• . V63.0121.001: Calculus I Sec on 5.1–5.2: Areas, Distances, Integral . . April 25, 2011 Notes Cavalieri Italian, 1598–1647 Revisited the area problem with a different perspec ve . . Notes Cavalieri’s method Divide up the interval into pieces and y = x2 measure the area of the inscribed rectangles: 1 L2 = 8 1 4 5 L3 = + = 27 27 27 1 4 9 14 L4 = + + = . 64 64 64 64 1 4 9 16 30 0 1 L5 = + + + = 125 125 125 125 125 Ln =? . . Notes The Square Pyramidial Numbers Fact Let n be a posi ve integer. Then n(n − 1)(2n − 1) 1 + 22 + 32 + · · · + (n − 1)2 = 6 This formula was known to the Arabs and discussed by Fibonacci in his book Liber Abaci. . . . 6.
  • . V63.0121.001: Calculus I Sec on 5.1–5.2: Areas, Distances, Integral . . April 25, 2011 Notes What is Ln? 1 Divide the interval [0, 1] into n pieces. Then each has width . The n rectangle over the ith interval and under the parabola has area ( )2 1 i−1 (i − 1)2 · = . n n n3 So 1 22 (n − 1)2 1 + 22 + 32 + · · · + (n − 1)2 Ln = 3 + 3 + ··· + 3 = n n n n3 So n(n − 1)(2n − 1) 1 Ln = → 6n3 3 . as n → ∞. . Notes Cavalieri’s method for different functions Try the same trick with f(x) = x3 . We have ( ) ( ) ( ) 1 1 1 2 1 n−1 Ln = · f + ·f + ··· + · f n n n n n n 1 1 1 23 1 (n − 1)3 = · 3 + · 3 + ··· + · n n n n n n3 1 + 23 + 33 + · · · + (n − 1)3 = n4 n2 (n − 1)2 1 = → 4n4 4 as n → ∞. . . Notes Nicomachus’s Theorem Fact (Nicomachus 1st c. CE, Aryabhata 5th c., Al-Karaji 11th c.) 1 + 23 + 33 + · · · + (n − 1)3 = [1 + 2 + · · · + (n − 1)]2 [1 ]2 = 2 n(n − 1) . . . 7.
  • . V63.0121.001: Calculus I Sec on 5.1–5.2: Areas, Distances, Integral . . April 25, 2011 Notes Cavalieri’s method with different heights 1 13 1 23 1 n3 Rn = · 3 + · 3 + ··· + · 3 n n n n n n 13 + 23 + 33 + · · · + n3 = n4 1 [1 ]2 = 4 2 n(n + 1) n n2 (n + 1)2 1 . = → 4n4 4 as n → ∞. So even though the rectangles overlap, we s ll get the same answer. . . Notes Outline Area through the Centuries Euclid Archimedes Cavalieri Generalizing Cavalieri’s method Analogies Distances Other applica ons The definite integral as a limit Es ma ng the Definite Integral Proper es of the integral Comparison Proper es of the Integral . . Notes Cavalieri’s method in general Problem Let f be a posi ve func on defined on the interval [a, b]. Find the area between x = a, x = b, y = 0, and y = f(x). . . x x x0 x1. . . xi . . xn−1 n . . . 8.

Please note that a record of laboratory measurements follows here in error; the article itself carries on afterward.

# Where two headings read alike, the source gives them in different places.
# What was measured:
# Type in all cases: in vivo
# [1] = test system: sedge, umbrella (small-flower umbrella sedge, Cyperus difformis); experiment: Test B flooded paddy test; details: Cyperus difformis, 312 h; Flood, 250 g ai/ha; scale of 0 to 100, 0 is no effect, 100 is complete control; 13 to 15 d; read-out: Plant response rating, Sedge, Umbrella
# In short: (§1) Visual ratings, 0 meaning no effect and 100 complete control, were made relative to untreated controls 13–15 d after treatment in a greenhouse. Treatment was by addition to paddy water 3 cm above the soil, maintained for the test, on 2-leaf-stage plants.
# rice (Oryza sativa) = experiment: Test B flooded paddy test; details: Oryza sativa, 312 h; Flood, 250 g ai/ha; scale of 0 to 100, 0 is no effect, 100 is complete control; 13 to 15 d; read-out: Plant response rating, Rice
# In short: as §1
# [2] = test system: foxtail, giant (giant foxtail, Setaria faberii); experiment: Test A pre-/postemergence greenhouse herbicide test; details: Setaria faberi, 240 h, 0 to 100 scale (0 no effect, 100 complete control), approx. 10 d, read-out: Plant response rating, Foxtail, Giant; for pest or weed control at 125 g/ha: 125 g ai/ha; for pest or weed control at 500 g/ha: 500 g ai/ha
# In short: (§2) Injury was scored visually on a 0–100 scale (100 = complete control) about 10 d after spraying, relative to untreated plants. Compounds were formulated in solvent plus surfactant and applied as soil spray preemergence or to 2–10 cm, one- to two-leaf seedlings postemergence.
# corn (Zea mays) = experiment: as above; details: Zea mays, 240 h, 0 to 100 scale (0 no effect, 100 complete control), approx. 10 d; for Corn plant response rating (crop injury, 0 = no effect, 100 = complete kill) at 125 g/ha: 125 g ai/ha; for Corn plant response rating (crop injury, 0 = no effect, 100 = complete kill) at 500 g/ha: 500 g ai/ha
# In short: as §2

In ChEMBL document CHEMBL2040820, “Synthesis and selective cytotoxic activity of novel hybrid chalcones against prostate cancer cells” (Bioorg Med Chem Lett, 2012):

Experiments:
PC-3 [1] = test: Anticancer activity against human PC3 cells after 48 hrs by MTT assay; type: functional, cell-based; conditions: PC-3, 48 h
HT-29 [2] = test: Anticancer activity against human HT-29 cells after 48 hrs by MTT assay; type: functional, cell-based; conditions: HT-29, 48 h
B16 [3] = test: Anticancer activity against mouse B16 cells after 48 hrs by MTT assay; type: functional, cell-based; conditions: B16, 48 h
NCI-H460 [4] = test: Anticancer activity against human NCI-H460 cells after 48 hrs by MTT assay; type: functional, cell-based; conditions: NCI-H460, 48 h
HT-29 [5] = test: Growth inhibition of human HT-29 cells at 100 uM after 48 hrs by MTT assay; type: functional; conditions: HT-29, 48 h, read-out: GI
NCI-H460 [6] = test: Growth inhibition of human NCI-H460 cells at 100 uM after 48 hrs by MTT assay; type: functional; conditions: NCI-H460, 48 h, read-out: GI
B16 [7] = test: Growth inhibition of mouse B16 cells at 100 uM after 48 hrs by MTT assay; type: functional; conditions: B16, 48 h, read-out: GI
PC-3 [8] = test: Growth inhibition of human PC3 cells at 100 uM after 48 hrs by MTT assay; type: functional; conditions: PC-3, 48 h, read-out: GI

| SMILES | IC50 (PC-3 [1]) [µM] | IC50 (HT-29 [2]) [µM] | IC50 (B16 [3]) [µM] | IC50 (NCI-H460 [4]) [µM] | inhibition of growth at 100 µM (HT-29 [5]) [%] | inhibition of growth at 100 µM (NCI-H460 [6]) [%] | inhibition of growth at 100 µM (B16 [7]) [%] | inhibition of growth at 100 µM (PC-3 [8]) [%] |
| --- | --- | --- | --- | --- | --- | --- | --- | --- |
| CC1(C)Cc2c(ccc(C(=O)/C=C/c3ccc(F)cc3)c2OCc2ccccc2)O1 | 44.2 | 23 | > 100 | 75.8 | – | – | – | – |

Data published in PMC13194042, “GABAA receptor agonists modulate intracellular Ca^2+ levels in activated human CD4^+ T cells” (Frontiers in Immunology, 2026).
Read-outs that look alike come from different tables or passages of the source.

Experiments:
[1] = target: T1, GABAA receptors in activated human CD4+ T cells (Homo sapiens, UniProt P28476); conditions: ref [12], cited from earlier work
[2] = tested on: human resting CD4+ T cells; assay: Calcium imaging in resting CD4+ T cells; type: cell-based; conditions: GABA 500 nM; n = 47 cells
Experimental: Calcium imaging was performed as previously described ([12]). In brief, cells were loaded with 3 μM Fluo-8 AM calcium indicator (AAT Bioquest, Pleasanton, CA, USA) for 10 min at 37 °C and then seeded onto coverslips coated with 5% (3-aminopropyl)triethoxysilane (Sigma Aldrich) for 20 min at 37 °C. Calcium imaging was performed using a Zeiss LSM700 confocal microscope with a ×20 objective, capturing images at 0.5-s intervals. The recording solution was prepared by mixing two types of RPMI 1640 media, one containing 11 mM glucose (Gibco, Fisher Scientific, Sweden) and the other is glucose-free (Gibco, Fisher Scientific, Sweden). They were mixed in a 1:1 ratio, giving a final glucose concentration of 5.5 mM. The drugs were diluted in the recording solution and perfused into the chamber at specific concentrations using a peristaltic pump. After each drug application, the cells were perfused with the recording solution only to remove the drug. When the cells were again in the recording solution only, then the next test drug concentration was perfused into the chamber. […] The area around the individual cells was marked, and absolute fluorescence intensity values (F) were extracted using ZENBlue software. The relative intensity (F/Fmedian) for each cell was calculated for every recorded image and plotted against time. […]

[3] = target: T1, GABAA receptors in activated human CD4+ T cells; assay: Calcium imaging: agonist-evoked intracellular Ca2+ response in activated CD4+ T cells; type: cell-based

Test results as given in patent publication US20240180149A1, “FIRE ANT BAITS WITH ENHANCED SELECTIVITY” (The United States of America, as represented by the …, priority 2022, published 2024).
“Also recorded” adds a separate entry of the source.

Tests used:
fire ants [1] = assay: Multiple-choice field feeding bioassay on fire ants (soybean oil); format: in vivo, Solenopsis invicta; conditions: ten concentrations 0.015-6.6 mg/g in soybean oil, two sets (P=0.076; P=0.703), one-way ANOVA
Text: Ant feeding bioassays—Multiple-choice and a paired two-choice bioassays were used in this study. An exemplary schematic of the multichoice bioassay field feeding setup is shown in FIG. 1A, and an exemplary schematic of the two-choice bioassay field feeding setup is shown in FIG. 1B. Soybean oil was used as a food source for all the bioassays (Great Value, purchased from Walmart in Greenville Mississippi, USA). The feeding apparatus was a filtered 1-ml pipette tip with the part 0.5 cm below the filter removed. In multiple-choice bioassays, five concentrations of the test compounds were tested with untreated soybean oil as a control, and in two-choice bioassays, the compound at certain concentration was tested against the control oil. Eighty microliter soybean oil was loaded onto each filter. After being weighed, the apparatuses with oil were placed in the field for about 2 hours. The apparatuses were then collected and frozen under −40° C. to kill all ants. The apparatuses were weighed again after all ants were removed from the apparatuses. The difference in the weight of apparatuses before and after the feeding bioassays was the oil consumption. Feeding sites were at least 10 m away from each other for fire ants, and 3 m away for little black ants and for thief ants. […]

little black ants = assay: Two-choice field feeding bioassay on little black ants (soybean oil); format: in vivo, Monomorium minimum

• . V63.0121.001: Calculus I Sec on 5.1–5.2: Areas, Distances, Integral . . April 25, 2011 Notes Cavalieri’s method in general For each posi ve integer n, divide up the interval into n pieces. Then b−a ∆x = . For each i between 1 and n, let xi be the ith step n between a and b. x0 = a b−a x1 = x0 + ∆x = a + n b−a x2 = x1 + ∆x = a + 2 · ... n b−a xi = a + i · ... n . b−a . x x x0 x1. . . xi . . xn−1 n xn = a + n · =b n . . Notes Forming Riemann Sums Choose ci to be a point in the ith interval [xi−1 , xi ]. Form the Riemann sum ∑ n Sn = f(c1 )∆x + f(c2 )∆x + · · · + f(cn )∆x = f(ci )∆x i=1 Thus we approximate area under a curve by a sum of areas of rectangles. . . Notes Forming Riemann sums We have many choices of representa ve points to approximate the area in each subinterval. …even random points! . x . . . 9.
  • . V63.0121.001: Calculus I Sec on 5.1–5.2: Areas, Distances, Integral . . April 25, 2011 Notes Theorem of the Day Theorem If f is a con nuous func on on [a, b] or has finitely many jump M15 = 7.49968 discon nui es, then { n } ∑ lim Sn = lim f(ci )∆x n→∞ n→∞ i=1 exists and is the same value no . x ma er what choice of ci we make. . . Notes Analogies The Tangent Problem The Area Problem (Ch. 5) (Ch. 2–4) Want the area of a curved Want the slope of a curve region Only know the slope of Only know the area of lines polygons Approximate curve with a Approximate region with line polygons Take limit over be er and Take limit over be er and be er approxima ons be er approxima ons . . Notes Outline Area through the Centuries Euclid Archimedes Cavalieri Generalizing Cavalieri’s method Analogies Distances Other applica ons The definite integral as a limit Es ma ng the Definite Integral Proper es of the integral Comparison Proper es of the Integral . . . 10.